JP: Organizational change is quite a complex process or phenomenon. The macro and micro-foundations of organizational change are equally important. However, the focus on organizational change, to a large extent, stems from the strategic management literature which dominantly discusses firm-level or external environmental factors. In the field of behavioral or industrial psychology science, which stresses the importance of micro-factors in organizations, there are only a few scholars interested in organizational change. I do not intend to make the macro perspective and micro perspective compete against each other. Instead, I encourage scholars and practitioners to discuss the predictors of organizational change in a balanced view.
CC: The classic work from Lynne Herscovitch and John P. Meyer, Commitment to organizational change: Extension of a three-component model, serves as a kind of frame for how your analysis highlights the links between transformational leadership and the psychological connection employees feel in regards to the change initiative. Can you speak both to what your research found regarding this link and how today’s change leaders can work to integrate these findings?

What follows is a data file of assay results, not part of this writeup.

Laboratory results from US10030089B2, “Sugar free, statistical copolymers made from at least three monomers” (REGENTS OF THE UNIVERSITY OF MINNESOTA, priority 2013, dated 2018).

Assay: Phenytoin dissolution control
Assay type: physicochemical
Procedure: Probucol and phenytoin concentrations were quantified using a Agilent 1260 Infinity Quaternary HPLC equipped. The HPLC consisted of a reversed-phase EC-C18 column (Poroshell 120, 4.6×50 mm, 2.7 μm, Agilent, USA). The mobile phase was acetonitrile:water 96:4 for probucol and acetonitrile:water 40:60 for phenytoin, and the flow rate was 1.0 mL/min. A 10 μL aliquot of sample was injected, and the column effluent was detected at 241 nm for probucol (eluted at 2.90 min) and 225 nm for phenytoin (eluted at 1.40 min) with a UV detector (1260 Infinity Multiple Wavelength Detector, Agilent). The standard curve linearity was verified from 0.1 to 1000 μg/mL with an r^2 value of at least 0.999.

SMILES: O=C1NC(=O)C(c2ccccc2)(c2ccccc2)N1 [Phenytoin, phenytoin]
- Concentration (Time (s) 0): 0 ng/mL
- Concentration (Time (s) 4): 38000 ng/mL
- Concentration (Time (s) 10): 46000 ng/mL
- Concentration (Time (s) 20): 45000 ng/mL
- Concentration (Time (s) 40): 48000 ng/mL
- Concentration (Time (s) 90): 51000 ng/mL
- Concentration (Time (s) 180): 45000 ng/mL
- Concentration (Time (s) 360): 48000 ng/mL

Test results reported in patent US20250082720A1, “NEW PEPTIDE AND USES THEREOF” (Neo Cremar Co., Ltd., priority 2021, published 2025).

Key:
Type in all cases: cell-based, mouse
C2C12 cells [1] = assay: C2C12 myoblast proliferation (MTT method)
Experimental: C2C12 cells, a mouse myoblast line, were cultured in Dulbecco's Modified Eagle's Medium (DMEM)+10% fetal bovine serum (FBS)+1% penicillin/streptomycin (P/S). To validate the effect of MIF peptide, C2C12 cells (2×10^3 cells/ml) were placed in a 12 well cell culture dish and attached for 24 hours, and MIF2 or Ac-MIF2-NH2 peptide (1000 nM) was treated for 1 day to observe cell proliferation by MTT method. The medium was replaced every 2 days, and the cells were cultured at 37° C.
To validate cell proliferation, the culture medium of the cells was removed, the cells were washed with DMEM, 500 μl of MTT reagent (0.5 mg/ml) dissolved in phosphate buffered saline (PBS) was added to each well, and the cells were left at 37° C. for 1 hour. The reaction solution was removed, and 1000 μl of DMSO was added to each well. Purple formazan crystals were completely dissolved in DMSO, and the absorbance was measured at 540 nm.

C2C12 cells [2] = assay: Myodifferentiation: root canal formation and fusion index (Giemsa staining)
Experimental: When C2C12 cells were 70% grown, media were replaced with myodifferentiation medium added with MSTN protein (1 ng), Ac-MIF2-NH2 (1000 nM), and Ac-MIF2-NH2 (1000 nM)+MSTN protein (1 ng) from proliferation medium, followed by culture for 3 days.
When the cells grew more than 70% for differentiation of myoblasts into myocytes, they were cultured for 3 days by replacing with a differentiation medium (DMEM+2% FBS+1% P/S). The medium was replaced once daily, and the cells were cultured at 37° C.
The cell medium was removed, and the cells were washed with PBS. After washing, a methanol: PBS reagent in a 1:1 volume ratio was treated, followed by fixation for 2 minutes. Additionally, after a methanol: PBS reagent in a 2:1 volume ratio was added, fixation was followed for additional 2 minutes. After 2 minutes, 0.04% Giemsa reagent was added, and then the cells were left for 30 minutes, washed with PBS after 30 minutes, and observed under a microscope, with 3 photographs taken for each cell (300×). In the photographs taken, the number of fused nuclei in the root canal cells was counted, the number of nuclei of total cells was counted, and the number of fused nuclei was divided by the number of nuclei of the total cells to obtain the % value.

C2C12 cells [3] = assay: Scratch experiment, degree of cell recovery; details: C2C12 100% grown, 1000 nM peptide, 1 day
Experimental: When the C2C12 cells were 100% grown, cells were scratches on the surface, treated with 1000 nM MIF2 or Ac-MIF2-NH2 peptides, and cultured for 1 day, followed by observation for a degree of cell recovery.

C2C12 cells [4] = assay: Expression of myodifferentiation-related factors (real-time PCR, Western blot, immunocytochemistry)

JP: Maybe we are most familiar with a commitment to change, compared with the other five dependent variables in my paper. The work on employees’ commitment to organizational change originates from organizational commitment theory which identified three types of commitment: affective, normative, and continuance commitment.
In our paper, we integrated these three dimensions into a higher-order construct (i.e., commitment). The findings showed transformational leadership is positively related to employees’ commitment to change, and such a relationship is stronger in studies conducted in Eastern (vs. Western) countries. Our findings showed that leading in a transformational way gains not only employees’ organizational commitment and supervisor commitment but also the commitment to organizational change.
So if your employees have a low level of commitment, please change them using transformational leadership such as transforming employees’ self-interest into self-realization and leading them to show more concern for organizational success.
CC: There are six dependent variables in this study:
- Commitment to change
- Openness to change
- Readiness to change
- Support for change
- Resistance to change
- Cynicism about change